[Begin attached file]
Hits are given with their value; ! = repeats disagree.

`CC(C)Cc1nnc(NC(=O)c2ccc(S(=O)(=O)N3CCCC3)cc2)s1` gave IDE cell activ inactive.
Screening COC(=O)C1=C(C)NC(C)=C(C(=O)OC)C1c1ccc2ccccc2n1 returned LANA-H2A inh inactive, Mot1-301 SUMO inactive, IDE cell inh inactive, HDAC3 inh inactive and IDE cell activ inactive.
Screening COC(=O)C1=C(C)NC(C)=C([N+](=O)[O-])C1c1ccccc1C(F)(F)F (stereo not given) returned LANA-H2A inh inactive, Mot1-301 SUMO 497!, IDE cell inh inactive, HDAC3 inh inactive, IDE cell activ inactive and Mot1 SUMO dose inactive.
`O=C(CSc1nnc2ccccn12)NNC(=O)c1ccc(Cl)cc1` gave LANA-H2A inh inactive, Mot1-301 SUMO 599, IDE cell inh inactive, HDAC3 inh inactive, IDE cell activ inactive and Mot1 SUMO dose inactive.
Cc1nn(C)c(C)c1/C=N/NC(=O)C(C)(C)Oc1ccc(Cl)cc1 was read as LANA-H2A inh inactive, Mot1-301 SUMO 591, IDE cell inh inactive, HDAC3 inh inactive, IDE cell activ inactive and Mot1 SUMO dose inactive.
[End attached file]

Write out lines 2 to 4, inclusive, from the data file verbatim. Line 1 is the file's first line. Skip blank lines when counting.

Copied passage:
`CC(C)Cc1nnc(NC(=O)c2ccc(S(=O)(=O)N3CCCC3)cc2)s1` gave IDE cell activ inactive.
Screening COC(=O)C1=C(C)NC(C)=C(C(=O)OC)C1c1ccc2ccccc2n1 returned LANA-H2A inh inactive, Mot1-301 SUMO inactive, IDE cell inh inactive, HDAC3 inh inactive and IDE cell activ inactive.
Screening COC(=O)C1=C(C)NC(C)=C([N+](=O)[O-])C1c1ccccc1C(F)(F)F (stereo not given) returned LANA-H2A inh inactive, Mot1-301 SUMO 497!, IDE cell inh inactive, HDAC3 inh inactive, IDE cell activ inactive and Mot1 SUMO dose inactive.